31 May, World No Tobacco Day: 'More severe Covid symptoms and higher risk of infection in smokers'
World No Tobacco Day, the correlation between smokers and Covid. Covid infection particularly affects the lungs and in severe cases can develop into pneumonia
Does being a smoker increase the risk of complications with Covid-19? What effect does smoking have on Covid-19?
Does COVID-19 present with more severe symptoms in smokers?
If a smoker contracts Covid-19, recent studies reported by the Italian Istituto Superiore di Sanità have shown a significant increase of at least 3-fold in the risk of developing serious complications such as severe pneumonia, compared to non-smokers.
Smokers often have smoking-related diseases that damage and alter the normal function of the respiratory and cardiovascular system, such as chronic bronchitis, respiratory insufficiency, diabetes and hypertension, making them more vulnerable.
Given their greater respiratory vulnerability, are smokers more at risk of becoming ill with Covid-19?
There is no clear scientific evidence to date, however, according to the World Health Organisation, smokers appear to have a higher risk of contracting the disease than non-smokers.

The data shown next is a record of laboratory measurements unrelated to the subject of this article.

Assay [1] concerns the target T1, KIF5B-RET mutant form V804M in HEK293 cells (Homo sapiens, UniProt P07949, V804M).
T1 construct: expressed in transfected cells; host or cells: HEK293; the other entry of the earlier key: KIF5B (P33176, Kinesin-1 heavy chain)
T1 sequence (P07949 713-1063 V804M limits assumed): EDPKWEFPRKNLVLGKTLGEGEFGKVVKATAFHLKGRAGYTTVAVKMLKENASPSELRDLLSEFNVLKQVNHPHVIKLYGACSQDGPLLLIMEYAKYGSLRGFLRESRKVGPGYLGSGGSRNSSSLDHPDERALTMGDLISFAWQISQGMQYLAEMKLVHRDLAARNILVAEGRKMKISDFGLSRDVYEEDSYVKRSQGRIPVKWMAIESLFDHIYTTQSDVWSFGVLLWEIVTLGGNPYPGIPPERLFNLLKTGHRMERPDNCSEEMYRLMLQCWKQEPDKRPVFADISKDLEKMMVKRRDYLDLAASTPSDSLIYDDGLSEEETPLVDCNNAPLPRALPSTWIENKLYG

The greater susceptibility to infection could derive from the gesture of smoking, which leads to repeatedly bringing the hands, and possibly contaminated cigarettes, close to the mouth, increasing the risk of virus entry. Moreover, as has been known for more than 50 years, smoking has a negative effect on the health of the entire organism: by weakening the immune system and damaging the lungs and bronchi, it predisposes more to respiratory tract infections.
Is the antibody response to Covid-19 vaccines affected by smoking?
There is no conclusive scientific data yet. However, several studies, including an Italian study published in the journal Public Health, coordinated by CoEHAR (the International Centre of Excellence for Smoking Damage Reduction), show that in smokers the antibody levels induced by the Covid-19 vaccine, as assessed by serological tests, are lower and decline more rapidly, already after 60 days.
Further confirmation from science is still needed, but these studies suggest that smoking may adversely affect the vaccination’s effectiveness.
This may indeed be the best time and an excellent opportunity to quit smoking!